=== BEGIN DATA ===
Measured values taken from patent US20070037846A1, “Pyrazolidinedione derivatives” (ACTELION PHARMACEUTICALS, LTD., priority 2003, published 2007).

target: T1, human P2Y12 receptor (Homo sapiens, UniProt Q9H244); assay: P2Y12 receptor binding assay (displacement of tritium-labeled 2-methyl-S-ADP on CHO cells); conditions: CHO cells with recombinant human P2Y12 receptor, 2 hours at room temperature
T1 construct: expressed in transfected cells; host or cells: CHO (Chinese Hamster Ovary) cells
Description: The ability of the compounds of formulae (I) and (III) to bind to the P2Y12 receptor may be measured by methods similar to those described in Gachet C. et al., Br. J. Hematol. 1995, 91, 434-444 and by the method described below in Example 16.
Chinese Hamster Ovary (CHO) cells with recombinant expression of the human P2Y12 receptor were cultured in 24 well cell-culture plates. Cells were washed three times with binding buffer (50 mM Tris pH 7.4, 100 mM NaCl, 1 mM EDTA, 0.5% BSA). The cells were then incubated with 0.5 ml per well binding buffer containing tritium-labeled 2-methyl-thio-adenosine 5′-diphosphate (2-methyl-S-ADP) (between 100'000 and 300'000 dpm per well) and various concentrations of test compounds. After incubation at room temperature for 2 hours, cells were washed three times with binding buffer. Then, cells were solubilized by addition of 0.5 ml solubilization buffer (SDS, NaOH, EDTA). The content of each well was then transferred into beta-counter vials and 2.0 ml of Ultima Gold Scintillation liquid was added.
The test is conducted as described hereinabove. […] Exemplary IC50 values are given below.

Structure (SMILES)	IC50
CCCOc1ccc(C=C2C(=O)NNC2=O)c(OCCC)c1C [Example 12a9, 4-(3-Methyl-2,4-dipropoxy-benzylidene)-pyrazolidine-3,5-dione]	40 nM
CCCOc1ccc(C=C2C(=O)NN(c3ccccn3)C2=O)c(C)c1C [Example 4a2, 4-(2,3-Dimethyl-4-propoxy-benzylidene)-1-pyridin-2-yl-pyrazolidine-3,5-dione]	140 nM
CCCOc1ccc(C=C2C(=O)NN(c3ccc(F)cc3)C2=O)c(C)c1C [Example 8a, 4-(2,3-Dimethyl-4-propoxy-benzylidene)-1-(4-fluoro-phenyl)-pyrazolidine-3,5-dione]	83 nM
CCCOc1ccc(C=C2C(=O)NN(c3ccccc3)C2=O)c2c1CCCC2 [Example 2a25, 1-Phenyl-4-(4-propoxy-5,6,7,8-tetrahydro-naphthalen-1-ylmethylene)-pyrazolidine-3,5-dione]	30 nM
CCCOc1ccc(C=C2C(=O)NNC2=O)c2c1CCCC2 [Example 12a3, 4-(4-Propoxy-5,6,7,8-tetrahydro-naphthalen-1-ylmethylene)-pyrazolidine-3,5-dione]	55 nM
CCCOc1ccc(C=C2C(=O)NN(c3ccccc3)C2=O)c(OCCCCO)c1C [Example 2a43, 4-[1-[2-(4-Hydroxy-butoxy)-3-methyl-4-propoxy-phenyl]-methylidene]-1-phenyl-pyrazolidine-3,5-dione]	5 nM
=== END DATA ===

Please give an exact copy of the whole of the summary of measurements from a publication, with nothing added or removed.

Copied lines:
Measured values taken from patent US20070037846A1, “Pyrazolidinedione derivatives” (ACTELION PHARMACEUTICALS, LTD., priority 2003, published 2007).

target: T1, human P2Y12 receptor (Homo sapiens, UniProt Q9H244); assay: P2Y12 receptor binding assay (displacement of tritium-labeled 2-methyl-S-ADP on CHO cells); conditions: CHO cells with recombinant human P2Y12 receptor, 2 hours at room temperature
T1 construct: expressed in transfected cells; host or cells: CHO (Chinese Hamster Ovary) cells
Description: The ability of the compounds of formulae (I) and (III) to bind to the P2Y12 receptor may be measured by methods similar to those described in Gachet C. et al., Br. J. Hematol. 1995, 91, 434-444 and by the method described below in Example 16.
Chinese Hamster Ovary (CHO) cells with recombinant expression of the human P2Y12 receptor were cultured in 24 well cell-culture plates. Cells were washed three times with binding buffer (50 mM Tris pH 7.4, 100 mM NaCl, 1 mM EDTA, 0.5% BSA). The cells were then incubated with 0.5 ml per well binding buffer containing tritium-labeled 2-methyl-thio-adenosine 5′-diphosphate (2-methyl-S-ADP) (between 100'000 and 300'000 dpm per well) and various concentrations of test compounds. After incubation at room temperature for 2 hours, cells were washed three times with binding buffer. Then, cells were solubilized by addition of 0.5 ml solubilization buffer (SDS, NaOH, EDTA). The content of each well was then transferred into beta-counter vials and 2.0 ml of Ultima Gold Scintillation liquid was added.
The test is conducted as described hereinabove. […] Exemplary IC50 values are given below.

Structure (SMILES)	IC50
CCCOc1ccc(C=C2C(=O)NNC2=O)c(OCCC)c1C [Example 12a9, 4-(3-Methyl-2,4-dipropoxy-benzylidene)-pyrazolidine-3,5-dione]	40 nM
CCCOc1ccc(C=C2C(=O)NN(c3ccccn3)C2=O)c(C)c1C [Example 4a2, 4-(2,3-Dimethyl-4-propoxy-benzylidene)-1-pyridin-2-yl-pyrazolidine-3,5-dione]	140 nM
CCCOc1ccc(C=C2C(=O)NN(c3ccc(F)cc3)C2=O)c(C)c1C [Example 8a, 4-(2,3-Dimethyl-4-propoxy-benzylidene)-1-(4-fluoro-phenyl)-pyrazolidine-3,5-dione]	83 nM
CCCOc1ccc(C=C2C(=O)NN(c3ccccc3)C2=O)c2c1CCCC2 [Example 2a25, 1-Phenyl-4-(4-propoxy-5,6,7,8-tetrahydro-naphthalen-1-ylmethylene)-pyrazolidine-3,5-dione]	30 nM
CCCOc1ccc(C=C2C(=O)NNC2=O)c2c1CCCC2 [Example 12a3, 4-(4-Propoxy-5,6,7,8-tetrahydro-naphthalen-1-ylmethylene)-pyrazolidine-3,5-dione]	55 nM
CCCOc1ccc(C=C2C(=O)NN(c3ccccc3)C2=O)c(OCCCCO)c1C [Example 2a43, 4-[1-[2-(4-Hydroxy-butoxy)-3-methyl-4-propoxy-phenyl]-methylidene]-1-phenyl-pyrazolidine-3,5-dione]	5 nM